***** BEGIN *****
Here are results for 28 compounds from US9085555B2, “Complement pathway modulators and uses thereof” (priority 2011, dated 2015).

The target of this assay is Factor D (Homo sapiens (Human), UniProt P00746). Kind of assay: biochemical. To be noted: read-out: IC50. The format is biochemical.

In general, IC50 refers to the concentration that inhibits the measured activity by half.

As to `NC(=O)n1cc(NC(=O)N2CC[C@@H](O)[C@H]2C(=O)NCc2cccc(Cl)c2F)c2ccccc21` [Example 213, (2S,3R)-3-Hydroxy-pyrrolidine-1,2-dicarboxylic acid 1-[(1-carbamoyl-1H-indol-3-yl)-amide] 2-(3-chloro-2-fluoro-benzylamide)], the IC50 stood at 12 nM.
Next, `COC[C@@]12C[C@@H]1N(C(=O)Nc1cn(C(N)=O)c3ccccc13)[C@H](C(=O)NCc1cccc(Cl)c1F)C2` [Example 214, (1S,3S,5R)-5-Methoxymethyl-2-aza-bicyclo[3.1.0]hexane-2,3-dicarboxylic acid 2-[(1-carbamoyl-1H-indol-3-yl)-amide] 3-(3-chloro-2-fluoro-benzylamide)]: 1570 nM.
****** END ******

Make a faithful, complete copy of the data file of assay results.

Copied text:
Here are results for 28 compounds from US9085555B2, “Complement pathway modulators and uses thereof” (priority 2011, dated 2015).

The target of this assay is Factor D (Homo sapiens (Human), UniProt P00746). Kind of assay: biochemical. To be noted: read-out: IC50. The format is biochemical.

In general, IC50 refers to the concentration that inhibits the measured activity by half.

As to `NC(=O)n1cc(NC(=O)N2CC[C@@H](O)[C@H]2C(=O)NCc2cccc(Cl)c2F)c2ccccc21` [Example 213, (2S,3R)-3-Hydroxy-pyrrolidine-1,2-dicarboxylic acid 1-[(1-carbamoyl-1H-indol-3-yl)-amide] 2-(3-chloro-2-fluoro-benzylamide)], the IC50 stood at 12 nM.
Next, `COC[C@@]12C[C@@H]1N(C(=O)Nc1cn(C(N)=O)c3ccccc13)[C@H](C(=O)NCc1cccc(Cl)c1F)C2` [Example 214, (1S,3S,5R)-5-Methoxymethyl-2-aza-bicyclo[3.1.0]hexane-2,3-dicarboxylic acid 2-[(1-carbamoyl-1H-indol-3-yl)-amide] 3-(3-chloro-2-fluoro-benzylamide)]: 1570 nM.